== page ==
Monday, July 17, 2017
Jesus Is Elijah and Elisha
14 Then Jesus returned to Galilee, filled with the Holy Spirit’s power. Reports about Him spread quickly through the whole region. 15 He taught regularly in their synagogues and was praised (honored) by everyone. 16 When He came to the village of Nazareth, His boyhood home, He went as usual to the synagogue on the Sabbath and stood up to read the Scriptures. 17 The scroll of Isaiah the prophet was handed to Him. He unrolled the scroll and found the place where this was written: 18 “The Spirit of the LORD is upon Me, for He has anointed Me to bring Good News (Gospel) to the poor. He has sent Me to proclaim that captives will be released, that the blind will see, that the oppressed (broken, downtrodden) will be set free, 19 and that the time of the LORD’s favor has come.” 20 He rolled up the scroll, handed it back to the attendant, and sat down. All eyes in the synagogue looked at Him intently.21 Then He began to speak to them. “The Scripture you have just heard has been fulfilled this very day!”
22 Everyone spoke well of Him (Jesus) and was amazed by the gracious words that came from His lips. “How can this be?” they asked. “Isn’t this Joseph’s Son?” 23 Then He said, “You will undoubtedly quote Me this proverb: ‘Physician, heal yourself’—meaning, ‘Do miracles here in Your hometown like those you did in Capernaum.’ 24 But I tell you the truth, no prophet is accepted in His own hometown. 25 Certainly there were many needy widows in Israel in Elijah’s time, when the heavens were closed for three and a half years, and a severe famine devastated the land. 26 Yet Elijah was not sent to any of them. He was sent instead to a foreigner—a widow of Zarephath in the land of Sidon. 27 And there were many lepers in Israel in the time of the prophet Elisha, but the only one healed was Naaman, a Syrian.” 28 When they heard this, the people in the synagogue were furious (outraged). 29 Jumping up, they mobbed Him (Jesus) and forced Him to the edge of the hill on which the town was built. They intended to push Him over the cliff, 30 but He passed right through the crowd and went on His way. Luke 4:14-30 (NLT)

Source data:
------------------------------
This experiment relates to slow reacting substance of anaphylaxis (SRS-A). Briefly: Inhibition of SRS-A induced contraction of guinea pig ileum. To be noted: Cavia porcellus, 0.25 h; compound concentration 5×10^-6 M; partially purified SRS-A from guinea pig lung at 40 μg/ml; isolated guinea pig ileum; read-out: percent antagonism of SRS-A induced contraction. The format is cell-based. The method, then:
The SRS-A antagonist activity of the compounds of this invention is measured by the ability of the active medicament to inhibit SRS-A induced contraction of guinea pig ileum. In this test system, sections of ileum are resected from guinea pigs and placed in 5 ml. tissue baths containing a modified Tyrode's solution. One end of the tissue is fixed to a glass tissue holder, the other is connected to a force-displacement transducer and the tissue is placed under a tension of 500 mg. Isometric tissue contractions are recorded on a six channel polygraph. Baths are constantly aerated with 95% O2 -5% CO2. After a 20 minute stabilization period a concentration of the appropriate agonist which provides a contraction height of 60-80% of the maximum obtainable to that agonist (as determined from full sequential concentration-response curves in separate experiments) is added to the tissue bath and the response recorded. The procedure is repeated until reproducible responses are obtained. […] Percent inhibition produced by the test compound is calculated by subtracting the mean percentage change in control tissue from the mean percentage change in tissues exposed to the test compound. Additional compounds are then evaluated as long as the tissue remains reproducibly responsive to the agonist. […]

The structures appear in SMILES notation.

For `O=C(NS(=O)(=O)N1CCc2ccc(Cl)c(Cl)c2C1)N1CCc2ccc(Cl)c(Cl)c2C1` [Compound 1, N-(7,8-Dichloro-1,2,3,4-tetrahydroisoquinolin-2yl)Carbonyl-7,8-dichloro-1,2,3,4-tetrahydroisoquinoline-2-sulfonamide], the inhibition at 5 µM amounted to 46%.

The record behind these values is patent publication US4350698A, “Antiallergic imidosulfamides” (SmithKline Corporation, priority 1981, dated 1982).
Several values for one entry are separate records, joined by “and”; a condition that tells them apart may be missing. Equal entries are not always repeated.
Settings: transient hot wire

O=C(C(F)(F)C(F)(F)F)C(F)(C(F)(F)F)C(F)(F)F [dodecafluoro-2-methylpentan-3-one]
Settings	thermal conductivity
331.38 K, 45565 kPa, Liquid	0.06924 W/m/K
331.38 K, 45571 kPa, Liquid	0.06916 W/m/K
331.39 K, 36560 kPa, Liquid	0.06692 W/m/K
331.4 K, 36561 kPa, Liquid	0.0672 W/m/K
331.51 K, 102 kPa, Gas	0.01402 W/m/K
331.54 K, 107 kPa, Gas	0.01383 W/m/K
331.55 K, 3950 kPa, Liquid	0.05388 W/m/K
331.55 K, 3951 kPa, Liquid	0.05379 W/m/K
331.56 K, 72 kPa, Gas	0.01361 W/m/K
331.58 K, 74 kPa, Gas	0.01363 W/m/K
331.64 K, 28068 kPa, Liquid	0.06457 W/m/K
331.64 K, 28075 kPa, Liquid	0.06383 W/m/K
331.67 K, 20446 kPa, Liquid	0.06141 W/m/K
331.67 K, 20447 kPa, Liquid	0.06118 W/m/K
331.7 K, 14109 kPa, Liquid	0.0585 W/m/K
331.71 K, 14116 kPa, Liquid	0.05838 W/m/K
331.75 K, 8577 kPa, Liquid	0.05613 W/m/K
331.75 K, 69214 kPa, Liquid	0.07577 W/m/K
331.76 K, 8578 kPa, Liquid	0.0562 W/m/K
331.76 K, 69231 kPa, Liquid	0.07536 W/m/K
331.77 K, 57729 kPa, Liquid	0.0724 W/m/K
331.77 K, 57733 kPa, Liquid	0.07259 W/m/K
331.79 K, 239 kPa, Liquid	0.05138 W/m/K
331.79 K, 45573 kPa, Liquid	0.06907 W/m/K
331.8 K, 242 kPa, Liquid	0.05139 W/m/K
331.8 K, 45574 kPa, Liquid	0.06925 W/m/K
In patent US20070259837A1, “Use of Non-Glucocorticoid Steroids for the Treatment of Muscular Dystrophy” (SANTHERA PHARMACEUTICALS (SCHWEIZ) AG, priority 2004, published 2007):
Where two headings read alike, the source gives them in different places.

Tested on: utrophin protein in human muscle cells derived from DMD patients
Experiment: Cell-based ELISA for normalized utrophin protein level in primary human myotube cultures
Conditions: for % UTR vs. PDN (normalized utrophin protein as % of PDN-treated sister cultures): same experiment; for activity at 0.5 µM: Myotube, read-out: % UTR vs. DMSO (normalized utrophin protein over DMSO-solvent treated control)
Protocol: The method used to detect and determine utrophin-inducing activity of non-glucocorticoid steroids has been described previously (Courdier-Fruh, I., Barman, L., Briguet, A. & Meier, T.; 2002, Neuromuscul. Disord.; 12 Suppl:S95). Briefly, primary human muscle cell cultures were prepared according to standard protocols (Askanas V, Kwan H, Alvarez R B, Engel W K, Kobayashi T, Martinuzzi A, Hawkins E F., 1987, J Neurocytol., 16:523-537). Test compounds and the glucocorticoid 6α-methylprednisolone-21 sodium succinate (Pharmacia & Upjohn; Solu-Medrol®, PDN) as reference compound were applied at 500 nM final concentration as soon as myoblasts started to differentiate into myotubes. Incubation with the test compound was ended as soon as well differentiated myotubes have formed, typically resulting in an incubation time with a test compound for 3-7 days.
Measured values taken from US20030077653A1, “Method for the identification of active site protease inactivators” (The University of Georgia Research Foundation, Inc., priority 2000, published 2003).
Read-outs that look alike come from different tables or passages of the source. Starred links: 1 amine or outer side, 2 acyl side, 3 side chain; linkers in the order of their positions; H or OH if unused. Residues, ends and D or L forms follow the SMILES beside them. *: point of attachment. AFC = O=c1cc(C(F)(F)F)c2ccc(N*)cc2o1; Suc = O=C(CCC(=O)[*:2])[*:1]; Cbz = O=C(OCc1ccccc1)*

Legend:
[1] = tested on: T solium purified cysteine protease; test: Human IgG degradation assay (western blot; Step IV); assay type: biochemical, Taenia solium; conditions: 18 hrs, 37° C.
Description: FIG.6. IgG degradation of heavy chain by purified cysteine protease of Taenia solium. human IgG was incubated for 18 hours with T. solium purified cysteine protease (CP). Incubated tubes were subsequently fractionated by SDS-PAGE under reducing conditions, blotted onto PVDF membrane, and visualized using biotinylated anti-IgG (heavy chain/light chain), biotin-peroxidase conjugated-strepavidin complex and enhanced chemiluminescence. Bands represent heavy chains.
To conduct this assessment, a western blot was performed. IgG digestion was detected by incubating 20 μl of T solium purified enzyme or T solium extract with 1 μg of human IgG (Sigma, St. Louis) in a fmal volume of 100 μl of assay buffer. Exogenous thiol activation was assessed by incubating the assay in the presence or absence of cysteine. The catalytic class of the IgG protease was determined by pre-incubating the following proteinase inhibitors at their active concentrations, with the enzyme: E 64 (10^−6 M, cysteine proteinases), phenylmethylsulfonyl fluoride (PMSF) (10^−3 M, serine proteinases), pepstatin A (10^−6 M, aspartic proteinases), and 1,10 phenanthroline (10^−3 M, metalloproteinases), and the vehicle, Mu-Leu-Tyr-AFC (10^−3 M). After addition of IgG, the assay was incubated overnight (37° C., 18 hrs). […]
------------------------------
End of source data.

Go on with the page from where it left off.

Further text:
The prophets Elijah and Elisha are among the greatest prophets of the Holy Scriptures. Elijah and Elisha’s ministries form the great middle section of the Old Testament books of 1 and 2 Kings (see 1 Kings 16:23 – 2 Kings 13:21).
Elijah and Elisha were Old Testament prophets that ministered to the Northern Kingdom of Israel. The living God raised up the prophets Elijah and Elisha to combat the unfaithfulness and idolatry of Israel during the 9th century BC. The living God had called His people Israel to exclusive allegiance and worship to Him (see Exodus 20:1-3, 23; Exodus 34:14) and to tell the world about Him as the only true God (see Deuteronomy 4:5-8). Sadly, the Northern Kingdom of Israel started mixing devotion to the living God with made-up gods and other foreign religions. Starting with evil reigns of King Jeroboam and his successor kings such as Omri and Ahab, Israel’s faithfulness to the living God was threaten with the worship of the golden calves at Dan and Bethel, creation of high places, and the worship of foreign gods such as Baal and Asherah (see 1 Kings 1 Kings 12:25-33; 1 Kings 16:25-26, 31-33).